Blue Bird ~ Steller's Jay
There are a pair of Steller's Jays in our neighborhood this summer. They have been fun to watch. Wow they make a lot of noise!
Often mistakenly called the blue jay, Steller’s jay has a dark crest on its head which it can puff up or fold back along its head. Larger than a robin, Steller's jay can be distinguished from its close cousin by its solid black head and neck and iridescent blue back and body; the only white it has are tiny white eyebrows.
The Steller's jay lives only on the west side of and in the Rocky Mountains, while the blue jay lives only on the eastern side.
Steller's jay lives in conifer and pine-oak forests where food is available most of the year. It feeds on nuts, acorns, seeds, insects, berries, eggs and young chicks; it also scavenges fat (suet) and meat from animal carcasses. It often hides excess food in the soil, under branches, or in cracks in trees, to eat later when food is scarce (usually in the winter).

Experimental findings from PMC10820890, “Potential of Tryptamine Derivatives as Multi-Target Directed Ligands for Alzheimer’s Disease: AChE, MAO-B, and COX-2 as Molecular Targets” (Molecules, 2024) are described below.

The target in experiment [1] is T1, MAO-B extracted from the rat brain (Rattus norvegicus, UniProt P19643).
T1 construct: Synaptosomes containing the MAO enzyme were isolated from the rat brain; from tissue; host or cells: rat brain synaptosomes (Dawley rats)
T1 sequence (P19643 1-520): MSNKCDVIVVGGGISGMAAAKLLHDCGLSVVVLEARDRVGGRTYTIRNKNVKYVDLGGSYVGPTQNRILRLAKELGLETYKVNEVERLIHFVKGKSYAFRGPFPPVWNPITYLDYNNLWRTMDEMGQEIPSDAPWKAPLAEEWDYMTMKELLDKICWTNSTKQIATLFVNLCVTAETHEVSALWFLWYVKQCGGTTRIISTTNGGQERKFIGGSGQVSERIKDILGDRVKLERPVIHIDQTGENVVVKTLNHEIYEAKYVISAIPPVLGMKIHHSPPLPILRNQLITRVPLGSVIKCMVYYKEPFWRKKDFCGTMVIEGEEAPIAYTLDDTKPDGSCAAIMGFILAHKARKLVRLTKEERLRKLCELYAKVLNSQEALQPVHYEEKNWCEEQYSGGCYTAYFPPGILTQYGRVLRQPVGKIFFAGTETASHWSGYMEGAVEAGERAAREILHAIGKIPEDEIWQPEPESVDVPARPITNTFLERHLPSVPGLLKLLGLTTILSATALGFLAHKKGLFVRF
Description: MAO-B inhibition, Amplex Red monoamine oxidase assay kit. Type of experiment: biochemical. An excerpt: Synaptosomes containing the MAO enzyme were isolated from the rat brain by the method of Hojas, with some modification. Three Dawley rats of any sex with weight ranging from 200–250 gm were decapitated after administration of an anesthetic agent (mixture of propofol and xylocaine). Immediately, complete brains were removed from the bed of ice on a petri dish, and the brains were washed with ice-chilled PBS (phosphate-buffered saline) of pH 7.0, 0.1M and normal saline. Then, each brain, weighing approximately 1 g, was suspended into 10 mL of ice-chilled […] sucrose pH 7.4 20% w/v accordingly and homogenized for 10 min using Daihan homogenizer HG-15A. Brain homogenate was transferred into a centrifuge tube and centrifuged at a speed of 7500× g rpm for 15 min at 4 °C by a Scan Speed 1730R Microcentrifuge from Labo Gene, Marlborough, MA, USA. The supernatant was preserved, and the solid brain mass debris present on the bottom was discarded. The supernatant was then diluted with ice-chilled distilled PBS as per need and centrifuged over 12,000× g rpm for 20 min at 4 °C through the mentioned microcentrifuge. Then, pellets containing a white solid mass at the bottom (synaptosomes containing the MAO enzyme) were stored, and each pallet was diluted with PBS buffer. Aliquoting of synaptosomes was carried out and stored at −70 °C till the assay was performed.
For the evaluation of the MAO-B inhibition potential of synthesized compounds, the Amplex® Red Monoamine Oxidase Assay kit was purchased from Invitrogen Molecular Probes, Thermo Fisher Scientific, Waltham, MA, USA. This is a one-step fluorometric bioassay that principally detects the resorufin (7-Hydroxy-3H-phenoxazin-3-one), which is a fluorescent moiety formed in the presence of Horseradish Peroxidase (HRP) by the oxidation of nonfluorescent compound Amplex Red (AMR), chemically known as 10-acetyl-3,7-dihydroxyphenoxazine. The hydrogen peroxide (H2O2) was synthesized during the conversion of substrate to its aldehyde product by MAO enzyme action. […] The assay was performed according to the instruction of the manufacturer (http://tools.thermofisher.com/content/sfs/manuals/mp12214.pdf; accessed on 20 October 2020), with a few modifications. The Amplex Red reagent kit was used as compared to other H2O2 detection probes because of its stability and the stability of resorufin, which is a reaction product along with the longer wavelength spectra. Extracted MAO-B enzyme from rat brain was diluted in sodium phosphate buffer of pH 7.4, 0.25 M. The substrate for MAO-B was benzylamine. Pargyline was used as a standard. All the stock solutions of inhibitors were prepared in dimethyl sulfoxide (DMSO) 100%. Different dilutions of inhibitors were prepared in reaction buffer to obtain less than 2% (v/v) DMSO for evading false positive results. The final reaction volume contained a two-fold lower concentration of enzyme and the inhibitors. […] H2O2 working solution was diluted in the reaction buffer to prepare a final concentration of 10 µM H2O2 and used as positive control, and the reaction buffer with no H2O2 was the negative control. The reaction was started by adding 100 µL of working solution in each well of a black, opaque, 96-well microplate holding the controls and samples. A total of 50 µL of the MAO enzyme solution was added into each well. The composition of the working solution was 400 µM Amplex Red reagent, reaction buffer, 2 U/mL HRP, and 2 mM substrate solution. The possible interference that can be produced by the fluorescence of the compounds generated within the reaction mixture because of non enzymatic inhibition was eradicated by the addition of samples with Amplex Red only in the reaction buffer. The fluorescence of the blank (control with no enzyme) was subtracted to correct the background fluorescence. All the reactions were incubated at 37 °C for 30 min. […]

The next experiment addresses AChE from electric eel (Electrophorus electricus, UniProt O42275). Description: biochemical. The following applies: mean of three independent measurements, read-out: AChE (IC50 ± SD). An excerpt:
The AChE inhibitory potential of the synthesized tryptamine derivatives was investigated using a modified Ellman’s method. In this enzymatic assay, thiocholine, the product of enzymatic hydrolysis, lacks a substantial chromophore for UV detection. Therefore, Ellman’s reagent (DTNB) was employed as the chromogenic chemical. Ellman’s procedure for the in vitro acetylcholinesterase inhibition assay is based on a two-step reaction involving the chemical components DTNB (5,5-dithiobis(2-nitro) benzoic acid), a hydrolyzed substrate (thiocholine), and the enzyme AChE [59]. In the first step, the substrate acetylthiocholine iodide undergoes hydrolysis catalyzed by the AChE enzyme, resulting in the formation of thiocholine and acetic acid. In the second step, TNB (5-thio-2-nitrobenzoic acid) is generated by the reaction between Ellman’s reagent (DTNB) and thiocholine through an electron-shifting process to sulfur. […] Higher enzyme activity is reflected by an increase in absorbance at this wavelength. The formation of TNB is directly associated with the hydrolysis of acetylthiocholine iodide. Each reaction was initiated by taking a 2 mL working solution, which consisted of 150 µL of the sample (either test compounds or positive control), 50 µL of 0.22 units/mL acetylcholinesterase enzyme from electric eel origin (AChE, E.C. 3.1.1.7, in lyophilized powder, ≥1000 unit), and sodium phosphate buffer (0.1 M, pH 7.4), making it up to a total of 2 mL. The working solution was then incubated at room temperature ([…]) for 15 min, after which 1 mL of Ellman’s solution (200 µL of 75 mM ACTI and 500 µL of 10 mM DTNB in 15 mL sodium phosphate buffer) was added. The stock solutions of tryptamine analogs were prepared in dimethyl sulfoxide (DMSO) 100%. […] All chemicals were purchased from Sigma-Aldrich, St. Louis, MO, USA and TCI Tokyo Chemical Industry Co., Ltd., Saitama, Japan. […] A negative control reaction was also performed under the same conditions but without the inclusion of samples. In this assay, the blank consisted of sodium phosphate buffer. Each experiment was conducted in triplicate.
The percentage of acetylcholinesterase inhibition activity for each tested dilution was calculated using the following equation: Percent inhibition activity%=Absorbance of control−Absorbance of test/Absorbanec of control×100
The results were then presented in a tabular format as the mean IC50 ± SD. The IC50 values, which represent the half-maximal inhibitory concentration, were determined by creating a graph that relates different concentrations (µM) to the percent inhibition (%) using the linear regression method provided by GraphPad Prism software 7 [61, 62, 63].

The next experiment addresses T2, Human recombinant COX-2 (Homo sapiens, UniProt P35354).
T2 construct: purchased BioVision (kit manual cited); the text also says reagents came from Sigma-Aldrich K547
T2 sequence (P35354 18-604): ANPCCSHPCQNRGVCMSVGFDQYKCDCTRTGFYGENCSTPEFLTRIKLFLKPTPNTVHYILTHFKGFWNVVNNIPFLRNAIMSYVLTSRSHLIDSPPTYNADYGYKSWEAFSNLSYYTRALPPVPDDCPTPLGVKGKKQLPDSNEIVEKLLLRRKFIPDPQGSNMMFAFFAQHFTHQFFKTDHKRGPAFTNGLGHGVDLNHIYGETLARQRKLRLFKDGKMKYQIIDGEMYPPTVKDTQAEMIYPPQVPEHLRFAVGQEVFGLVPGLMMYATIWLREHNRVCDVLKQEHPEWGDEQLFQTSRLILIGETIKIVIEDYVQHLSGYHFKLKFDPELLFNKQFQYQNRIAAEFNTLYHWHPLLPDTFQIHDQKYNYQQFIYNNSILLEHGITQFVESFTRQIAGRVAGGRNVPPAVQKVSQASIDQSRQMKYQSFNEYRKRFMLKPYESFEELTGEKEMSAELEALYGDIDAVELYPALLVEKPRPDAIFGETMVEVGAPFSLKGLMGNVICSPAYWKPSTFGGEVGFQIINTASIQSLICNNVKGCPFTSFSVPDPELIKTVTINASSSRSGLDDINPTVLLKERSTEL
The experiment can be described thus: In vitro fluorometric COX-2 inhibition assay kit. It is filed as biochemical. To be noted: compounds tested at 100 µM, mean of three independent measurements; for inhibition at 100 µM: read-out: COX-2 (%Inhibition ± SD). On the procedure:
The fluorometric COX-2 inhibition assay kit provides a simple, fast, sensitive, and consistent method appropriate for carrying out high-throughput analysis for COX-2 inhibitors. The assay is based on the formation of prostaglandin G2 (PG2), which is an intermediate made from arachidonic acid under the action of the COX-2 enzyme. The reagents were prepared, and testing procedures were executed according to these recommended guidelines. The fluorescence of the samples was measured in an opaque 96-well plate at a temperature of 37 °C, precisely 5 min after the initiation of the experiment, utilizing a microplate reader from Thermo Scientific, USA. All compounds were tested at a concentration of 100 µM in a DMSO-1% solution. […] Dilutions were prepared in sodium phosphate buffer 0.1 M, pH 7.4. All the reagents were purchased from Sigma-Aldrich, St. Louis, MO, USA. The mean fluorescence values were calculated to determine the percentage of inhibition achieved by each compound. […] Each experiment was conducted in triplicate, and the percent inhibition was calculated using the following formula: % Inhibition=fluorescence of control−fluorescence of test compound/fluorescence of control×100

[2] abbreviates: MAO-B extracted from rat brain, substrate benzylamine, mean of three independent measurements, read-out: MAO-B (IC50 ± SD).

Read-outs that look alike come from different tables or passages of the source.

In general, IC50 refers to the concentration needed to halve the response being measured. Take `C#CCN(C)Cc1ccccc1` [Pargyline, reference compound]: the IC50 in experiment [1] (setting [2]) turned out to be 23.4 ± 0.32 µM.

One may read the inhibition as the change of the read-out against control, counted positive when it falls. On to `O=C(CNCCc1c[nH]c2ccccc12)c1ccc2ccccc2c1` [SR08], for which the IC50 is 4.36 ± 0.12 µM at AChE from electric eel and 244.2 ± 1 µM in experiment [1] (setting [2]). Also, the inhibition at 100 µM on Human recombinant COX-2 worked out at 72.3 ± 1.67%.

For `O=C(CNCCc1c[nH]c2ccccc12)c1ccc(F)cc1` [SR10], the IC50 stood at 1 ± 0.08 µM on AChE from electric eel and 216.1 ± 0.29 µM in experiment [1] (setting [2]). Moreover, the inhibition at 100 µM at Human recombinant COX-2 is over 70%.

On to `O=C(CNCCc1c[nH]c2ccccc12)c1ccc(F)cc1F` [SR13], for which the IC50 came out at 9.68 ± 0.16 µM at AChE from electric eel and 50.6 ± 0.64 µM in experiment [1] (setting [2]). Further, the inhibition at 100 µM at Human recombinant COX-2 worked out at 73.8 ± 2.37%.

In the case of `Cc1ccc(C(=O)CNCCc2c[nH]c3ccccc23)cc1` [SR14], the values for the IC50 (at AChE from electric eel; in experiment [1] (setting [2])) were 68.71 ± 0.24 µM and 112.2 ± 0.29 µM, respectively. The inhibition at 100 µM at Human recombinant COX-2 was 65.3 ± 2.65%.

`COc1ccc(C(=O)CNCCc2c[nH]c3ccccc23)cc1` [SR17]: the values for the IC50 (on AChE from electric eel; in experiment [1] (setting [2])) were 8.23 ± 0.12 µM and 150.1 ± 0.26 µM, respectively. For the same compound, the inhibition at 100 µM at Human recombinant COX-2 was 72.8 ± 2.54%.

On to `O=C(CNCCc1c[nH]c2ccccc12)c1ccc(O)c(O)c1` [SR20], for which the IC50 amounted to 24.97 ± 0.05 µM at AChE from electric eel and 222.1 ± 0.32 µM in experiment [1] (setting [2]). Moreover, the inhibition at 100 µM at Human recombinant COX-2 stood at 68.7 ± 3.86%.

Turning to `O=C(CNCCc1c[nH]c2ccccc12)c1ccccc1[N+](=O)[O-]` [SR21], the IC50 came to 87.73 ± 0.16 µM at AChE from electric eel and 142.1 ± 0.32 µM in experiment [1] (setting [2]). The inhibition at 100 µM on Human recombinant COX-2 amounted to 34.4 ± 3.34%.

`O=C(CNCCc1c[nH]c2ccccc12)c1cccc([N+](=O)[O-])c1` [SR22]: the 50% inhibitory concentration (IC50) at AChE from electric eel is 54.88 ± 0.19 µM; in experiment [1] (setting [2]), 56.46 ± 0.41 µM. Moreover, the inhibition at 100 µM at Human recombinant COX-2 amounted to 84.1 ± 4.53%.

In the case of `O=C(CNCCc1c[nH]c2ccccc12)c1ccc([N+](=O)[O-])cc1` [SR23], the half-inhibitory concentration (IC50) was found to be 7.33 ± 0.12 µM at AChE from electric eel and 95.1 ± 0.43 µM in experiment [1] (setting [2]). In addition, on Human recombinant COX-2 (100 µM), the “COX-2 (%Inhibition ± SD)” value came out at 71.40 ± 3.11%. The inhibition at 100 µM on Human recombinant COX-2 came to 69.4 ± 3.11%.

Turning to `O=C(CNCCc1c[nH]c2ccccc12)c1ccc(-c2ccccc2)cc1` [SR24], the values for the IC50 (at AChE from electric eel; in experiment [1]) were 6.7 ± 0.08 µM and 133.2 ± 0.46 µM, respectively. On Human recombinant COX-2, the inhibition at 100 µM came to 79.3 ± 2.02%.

Steller’s jay builds a nest of mostly conifer twigs in a dense conifer tree (such as a cedar) at least four meters (12 feet) above the ground. The nest is placed on a horizontal branch or in a crotch and is lined with conifer rootlets. Usually three to four pale green eggs with spots are laid.
The call of the adult Steller’s jay is a cheeky "shack, shack, shack" usually repeated in groups of three; the call is often recognized by other birds and mammals in the area as a warning, as the jay tends to act as a watch dog, sounding an alarm.